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Supporters of a proposed ballot initiative argue new state housing laws allow developers to build “large, multi-family buildings” next to single-family homes without local approval or community input. Courtesy photo
Supporters of a proposed ballot initiative argue new state housing laws allow developers to build “large, multi-family buildings” next to single-family homes without local approval or community input. Courtesy photo
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Statewide coalition’s initiative seeks to ‘keep local control’ over housing

REGION — A statewide consortium of city leaders, nonprofits and volunteers has responded to a series of recent California housing laws with a proposed initiative seeking to reclaim local zoning control.

The coalition, “Our Neighborhood Voices,” is proposing an initiative constitutional amendment to allow city and county land-use and zoning laws, including housing laws, to override most conflicting state laws. The group is currently gathering signatures to put the initiative on the November 2022 ballot.

“The measure will protect a community’s ability to shape local growth, preserve the character of neighborhoods, and require developers to produce more affordable housing and contribute to the costs associated with new housing,” according to the group’s website.

The “Brand-Huang-Mendoza Tripartisan Land Use Initiative” has several significant backers, including Redondo Beach Mayor Bill Brand and John Heath, founding president of the United Homeowners’ Association, who argue that taking local planning away leads to an end of single-family zoning as well as “massive displacement and gentrification.”

Specifically, the initiative provides that “city and county land-use and zoning laws (including local housing laws) override all conflicting state laws, except in certain circumstances related to three areas of statewide concern: (1) the California Coastal Act of 1976; (2) siting of power plants; or (3) development of water, communication, or transportation infrastructure projects.”

Additionally, the measure “prevents state legislature and local legislative bodies from passing laws invalidating voter-approved local land-use or zoning initiatives” and “prohibits state from changing, granting, or denying funding to local governments based on their implementation of this measure.”

The initiative follows Gov. Gavin Newsom’s signing of Senate bills 9 and 10 into law back in September, both of which aim to address the state’s housing crisis by changing zoning laws to allow for more units on a single parcel of land, which will undoubtedly impact single-family neighborhoods.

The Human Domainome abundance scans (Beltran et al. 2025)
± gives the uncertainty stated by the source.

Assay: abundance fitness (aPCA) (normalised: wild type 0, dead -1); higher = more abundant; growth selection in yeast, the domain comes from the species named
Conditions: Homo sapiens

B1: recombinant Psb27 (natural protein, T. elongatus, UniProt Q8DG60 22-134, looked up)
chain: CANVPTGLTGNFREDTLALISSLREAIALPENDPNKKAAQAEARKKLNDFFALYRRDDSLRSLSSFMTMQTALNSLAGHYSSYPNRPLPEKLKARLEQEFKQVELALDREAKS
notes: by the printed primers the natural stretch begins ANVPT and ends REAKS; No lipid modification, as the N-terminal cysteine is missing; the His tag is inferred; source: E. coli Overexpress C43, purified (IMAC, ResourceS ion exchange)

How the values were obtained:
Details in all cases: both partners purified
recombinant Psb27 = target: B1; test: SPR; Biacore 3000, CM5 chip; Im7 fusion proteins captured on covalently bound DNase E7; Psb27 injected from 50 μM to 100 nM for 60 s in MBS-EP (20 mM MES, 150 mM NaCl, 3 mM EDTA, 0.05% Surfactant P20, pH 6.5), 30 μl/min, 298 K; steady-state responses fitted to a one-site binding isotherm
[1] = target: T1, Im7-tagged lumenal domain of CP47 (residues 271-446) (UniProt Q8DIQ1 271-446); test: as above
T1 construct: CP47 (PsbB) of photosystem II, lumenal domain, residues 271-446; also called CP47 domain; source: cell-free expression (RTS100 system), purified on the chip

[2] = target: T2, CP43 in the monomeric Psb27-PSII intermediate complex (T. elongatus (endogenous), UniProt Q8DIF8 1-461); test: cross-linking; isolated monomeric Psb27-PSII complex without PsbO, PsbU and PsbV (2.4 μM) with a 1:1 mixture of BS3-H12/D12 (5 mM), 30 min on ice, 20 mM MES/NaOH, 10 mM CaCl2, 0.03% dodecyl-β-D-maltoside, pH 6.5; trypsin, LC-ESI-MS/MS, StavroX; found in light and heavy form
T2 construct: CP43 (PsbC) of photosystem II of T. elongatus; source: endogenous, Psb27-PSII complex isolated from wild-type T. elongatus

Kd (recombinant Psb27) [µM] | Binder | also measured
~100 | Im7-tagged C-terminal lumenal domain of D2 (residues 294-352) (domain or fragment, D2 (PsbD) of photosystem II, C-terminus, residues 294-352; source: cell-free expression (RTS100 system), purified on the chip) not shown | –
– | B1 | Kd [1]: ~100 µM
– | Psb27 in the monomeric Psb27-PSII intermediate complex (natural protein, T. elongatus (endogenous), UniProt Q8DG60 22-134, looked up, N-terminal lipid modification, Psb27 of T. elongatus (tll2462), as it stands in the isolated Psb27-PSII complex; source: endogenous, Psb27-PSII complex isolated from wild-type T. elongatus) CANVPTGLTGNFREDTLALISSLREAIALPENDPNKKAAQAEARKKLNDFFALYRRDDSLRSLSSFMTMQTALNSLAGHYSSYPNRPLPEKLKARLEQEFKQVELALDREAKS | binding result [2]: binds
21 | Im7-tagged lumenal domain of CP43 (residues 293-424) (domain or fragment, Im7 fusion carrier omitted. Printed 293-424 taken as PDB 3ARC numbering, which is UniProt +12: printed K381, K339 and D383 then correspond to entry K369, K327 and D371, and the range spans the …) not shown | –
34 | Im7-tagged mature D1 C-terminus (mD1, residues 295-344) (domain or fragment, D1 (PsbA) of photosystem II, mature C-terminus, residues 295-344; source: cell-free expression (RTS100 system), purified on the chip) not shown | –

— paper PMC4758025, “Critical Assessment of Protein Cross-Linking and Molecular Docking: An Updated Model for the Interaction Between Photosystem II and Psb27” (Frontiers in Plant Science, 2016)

Sen. Toni Atkins (D-San Diego) was one of the leading co-authors of the two bills.

SB 9 allows property owners to build two units on one parcel of land, then also allows owners to split their parcels into two. This means that a parcel of land that was previously designated for a single-family home could have up to four units if the property owner desires to build those units.

If a property owner wishes to split a parcel, they must agree to live in one of the units for three years unless they are a nonprofit organization.

The somewhat less contentious SB 10 allows but does not require cities to zone a single parcel for up to 10 residential units if located near high transit areas.

Proponents of the ballot initiative argue new state housing laws allow developers to build “large, multi-family buildings” next to single-family homes without local approval or community input, while the measure would protect a community’s ability to “shape its own growth” and “preserve the character of the neighborhoods.”

“This initiative is the antidote to bad housing bills that threaten community character and force high-density housing without any affordable housing requirements,” said Encinitas resident and proponent Susan Turney. “Restoring local control, the initiative does away with the mantra, ‘Our hands are tied by the state law,’ and also eliminates ‘loss of state funding’ excuses,” Turney said.

Matthew Lewis, director of communications for SB 9 proponent group California Yes in My Back Yard (YIMBY), said the two bills are far more modest than what opponents are arguing.

“We’re talking about duplexes and fourplexes here,” Lewis said. “These are not giant buildings.”

According to Lewis, large developers aren’t going to waste their time with any developments under 30 units. Lewis also noted that it is completely up to a property owner if they want to add one, two or even three more homes on their land and that it isn’t any business of their neighbors what they decide to do.

Additionally, Lewis noted that many of California’s beach communities, such as Redondo Beach, have consistently pushed away lower-income families and people of color through restrictive zoning laws.

Last week, California Attorney General Rob Bonta announced a new strike force within the California Department of Justice dedicated to enforcing housing laws in an effort to hold cities and counties  accountable for “fair housing, equity and housing production.”

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